Photo: Josh Sherman
Toronto’s real estate board recently released data giving a glimpse of how the city’s housing market is performing in the early fall, typically a busier time of the year for the industry.
But this fall is anything but typical.
It is the first autumn since Ontario introduced the Fair Housing Plan, buyers are now facing higher mortgage rates following two Bank of Canada overnight rate hikes, and the central bank may not be done there.
In this uncharted territory, here’s what experts are saying about the real estate market, and the September numbers from the Toronto Real Estate Board (TREB).
Listings surge still not here
Around the midway point of last month, at least some realtors had been caught off guard. There hadn’t been the widely expected surge in new listings after a quiet late summer. That surge still has not materialized, and BMO Senior Economist Robert Kavcic suggests why.
“I think, for one, a lot of people are probably looking at — especially in the detached market — prices that are 10 per cent off from where they were a couple months ago, right? So in some cases, they may want to just be holding back and waiting for prices to come back up,” he says, noting he observed the same thing happening in Vancouver when that market was cooling.
John Pasalis, founder of Realosophy, a data-savvy brokerage, says stabilizing listings have “brought a little bit more balance to the market.”
However, Diana Petramala, senior researcher at Ryerson University’s Centre for Urban Research and Land Development, adds more homes are on the market this fall than last. “Note that while new listings have returned to normal levels, active listings are still up 70% year-over-year,” says Petramala.
Interest rates should tame Toronto
Listings may not have spiked, but sales activity was down 35 per cent in September from a year prior. Part of the reason the market hasn’t heated up again is because interest rates, while still historically low, have begun to rise on the shoulders of back-to-back overnight rate hikes from the Bank of Canada.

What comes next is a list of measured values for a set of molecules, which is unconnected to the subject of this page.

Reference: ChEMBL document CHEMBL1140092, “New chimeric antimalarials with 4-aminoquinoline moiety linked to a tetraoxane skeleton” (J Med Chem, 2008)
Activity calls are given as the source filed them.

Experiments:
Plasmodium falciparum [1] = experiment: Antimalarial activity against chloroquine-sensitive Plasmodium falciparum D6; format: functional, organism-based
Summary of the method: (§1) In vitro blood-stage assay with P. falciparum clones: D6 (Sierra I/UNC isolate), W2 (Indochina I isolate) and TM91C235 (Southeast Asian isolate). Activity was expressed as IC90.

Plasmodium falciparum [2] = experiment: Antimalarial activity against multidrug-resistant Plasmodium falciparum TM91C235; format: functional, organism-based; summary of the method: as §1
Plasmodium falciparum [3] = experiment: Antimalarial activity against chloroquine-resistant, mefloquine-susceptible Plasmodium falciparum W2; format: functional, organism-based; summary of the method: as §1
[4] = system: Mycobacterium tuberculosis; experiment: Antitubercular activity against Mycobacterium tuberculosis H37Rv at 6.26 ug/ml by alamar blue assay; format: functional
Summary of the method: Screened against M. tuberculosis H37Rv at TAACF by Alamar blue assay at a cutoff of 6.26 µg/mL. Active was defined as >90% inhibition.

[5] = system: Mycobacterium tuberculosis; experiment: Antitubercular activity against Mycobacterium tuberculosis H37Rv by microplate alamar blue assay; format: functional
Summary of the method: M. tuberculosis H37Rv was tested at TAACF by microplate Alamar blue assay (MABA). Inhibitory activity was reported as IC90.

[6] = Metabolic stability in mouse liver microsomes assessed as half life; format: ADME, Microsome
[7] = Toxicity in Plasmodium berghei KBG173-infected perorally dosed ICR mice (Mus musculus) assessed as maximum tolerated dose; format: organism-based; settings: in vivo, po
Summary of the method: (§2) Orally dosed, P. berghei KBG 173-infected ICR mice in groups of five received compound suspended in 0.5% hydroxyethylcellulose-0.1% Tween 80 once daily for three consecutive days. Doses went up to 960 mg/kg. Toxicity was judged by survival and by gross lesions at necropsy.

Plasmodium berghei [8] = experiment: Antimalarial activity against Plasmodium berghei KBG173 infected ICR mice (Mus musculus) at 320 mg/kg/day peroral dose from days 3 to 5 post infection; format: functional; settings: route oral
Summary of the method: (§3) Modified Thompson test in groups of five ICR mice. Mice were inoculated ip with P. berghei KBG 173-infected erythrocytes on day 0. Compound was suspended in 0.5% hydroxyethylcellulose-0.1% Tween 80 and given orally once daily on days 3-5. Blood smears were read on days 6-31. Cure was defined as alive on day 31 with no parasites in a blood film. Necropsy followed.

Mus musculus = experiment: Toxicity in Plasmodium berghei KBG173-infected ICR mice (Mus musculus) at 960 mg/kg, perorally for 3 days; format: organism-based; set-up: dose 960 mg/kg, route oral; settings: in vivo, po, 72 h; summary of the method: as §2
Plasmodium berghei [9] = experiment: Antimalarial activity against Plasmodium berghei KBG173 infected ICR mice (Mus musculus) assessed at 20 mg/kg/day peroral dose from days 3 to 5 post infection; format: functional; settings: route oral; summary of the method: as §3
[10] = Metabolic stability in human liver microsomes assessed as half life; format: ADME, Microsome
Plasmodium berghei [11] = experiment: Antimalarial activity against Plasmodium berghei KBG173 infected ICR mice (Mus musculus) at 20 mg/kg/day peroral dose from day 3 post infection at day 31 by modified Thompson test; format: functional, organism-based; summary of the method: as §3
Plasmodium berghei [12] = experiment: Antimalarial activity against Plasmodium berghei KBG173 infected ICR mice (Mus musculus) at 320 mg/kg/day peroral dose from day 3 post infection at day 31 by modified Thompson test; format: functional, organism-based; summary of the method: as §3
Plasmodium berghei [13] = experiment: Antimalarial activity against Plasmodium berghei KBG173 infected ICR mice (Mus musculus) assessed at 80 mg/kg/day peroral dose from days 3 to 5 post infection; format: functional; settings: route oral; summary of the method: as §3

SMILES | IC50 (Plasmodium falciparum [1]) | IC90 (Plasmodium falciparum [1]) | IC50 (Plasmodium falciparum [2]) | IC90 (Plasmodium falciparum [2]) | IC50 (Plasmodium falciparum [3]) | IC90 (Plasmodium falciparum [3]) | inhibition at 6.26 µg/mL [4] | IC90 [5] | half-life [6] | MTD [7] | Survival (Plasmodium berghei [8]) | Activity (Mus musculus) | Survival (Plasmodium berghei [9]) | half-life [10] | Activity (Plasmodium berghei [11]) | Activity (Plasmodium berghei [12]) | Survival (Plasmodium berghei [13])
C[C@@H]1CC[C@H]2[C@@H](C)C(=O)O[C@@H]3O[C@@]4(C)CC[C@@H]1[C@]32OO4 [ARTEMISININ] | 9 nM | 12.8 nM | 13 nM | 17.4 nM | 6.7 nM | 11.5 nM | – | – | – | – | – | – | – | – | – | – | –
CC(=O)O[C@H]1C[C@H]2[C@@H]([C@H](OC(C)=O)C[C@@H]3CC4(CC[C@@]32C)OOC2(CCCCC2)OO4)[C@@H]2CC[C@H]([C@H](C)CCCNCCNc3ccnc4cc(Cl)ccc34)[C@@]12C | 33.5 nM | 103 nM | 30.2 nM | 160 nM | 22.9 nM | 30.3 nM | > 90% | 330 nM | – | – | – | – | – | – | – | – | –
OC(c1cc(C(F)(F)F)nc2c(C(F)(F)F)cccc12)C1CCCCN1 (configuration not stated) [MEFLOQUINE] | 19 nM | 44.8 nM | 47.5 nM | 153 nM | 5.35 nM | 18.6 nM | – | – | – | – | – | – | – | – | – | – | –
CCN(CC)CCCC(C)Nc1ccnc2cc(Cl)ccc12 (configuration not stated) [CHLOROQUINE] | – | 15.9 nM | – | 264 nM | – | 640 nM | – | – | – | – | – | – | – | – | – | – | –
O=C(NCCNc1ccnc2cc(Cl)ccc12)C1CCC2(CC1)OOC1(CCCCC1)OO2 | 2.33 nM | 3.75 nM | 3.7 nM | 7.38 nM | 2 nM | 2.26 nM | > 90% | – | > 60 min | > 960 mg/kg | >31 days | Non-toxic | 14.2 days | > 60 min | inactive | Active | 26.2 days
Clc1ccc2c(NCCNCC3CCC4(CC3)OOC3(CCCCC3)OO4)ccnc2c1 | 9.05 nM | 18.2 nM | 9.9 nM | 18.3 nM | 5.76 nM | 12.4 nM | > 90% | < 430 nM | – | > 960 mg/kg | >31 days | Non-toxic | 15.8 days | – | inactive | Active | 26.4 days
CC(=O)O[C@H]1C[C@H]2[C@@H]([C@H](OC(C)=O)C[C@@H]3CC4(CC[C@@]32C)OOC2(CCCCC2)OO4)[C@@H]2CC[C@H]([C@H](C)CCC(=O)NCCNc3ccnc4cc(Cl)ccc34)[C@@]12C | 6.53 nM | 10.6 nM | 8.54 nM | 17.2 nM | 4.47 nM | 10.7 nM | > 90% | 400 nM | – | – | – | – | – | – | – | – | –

“On top of the [Fair Housing Plan] measures, we had the Bank of Canada raise rates for the second time, so psychology is still getting returned back to a more normal environment,” says Kavcic.
Toronto still has “terrific” fundamentals, often considered factors conducive to homebuying, such as population growth and employment rates, so further action from the Bank of Canada will be needed next year to keep a lid on prices, Kavcic says. “If they raise rates three or four times, I think that’ll really [keep] psychology in check.”
In addition to the Fair Housing Plan and central bank moves, Petramala says eroded housing affordability is cooling Toronto’s market.
“The average sales price has come down by almost $100,000 since the market peaked earlier this year… but affordability is still the most unfavourable it’s been in over a decade,” she says.
OSFI a wildcard factor
A notorious Canadian housing bear previously issued a dire prediction about the countrywide impact an Office of the Superintendent of Financial Institutions (OSFI) decision could have on the housing market.
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OSFI, an independent government watchdog and regulator, is considering expanding stress testing to all uninsured mortgage applications.
But while the bearish Garth Turner said the move could take up to 20 per cent of current potential homebuyers out of the market, Kavcic responds more generally. “It probably ends up having a bigger impact than some of the smaller changes we’ve seen in the past,” he says.
Realosophy’s Pasalis expects the Toronto market to continue on its current soft-sellers-market path — unless OSFI steps in. “If that happens, I mean, it’s anyone’s guess,” he says.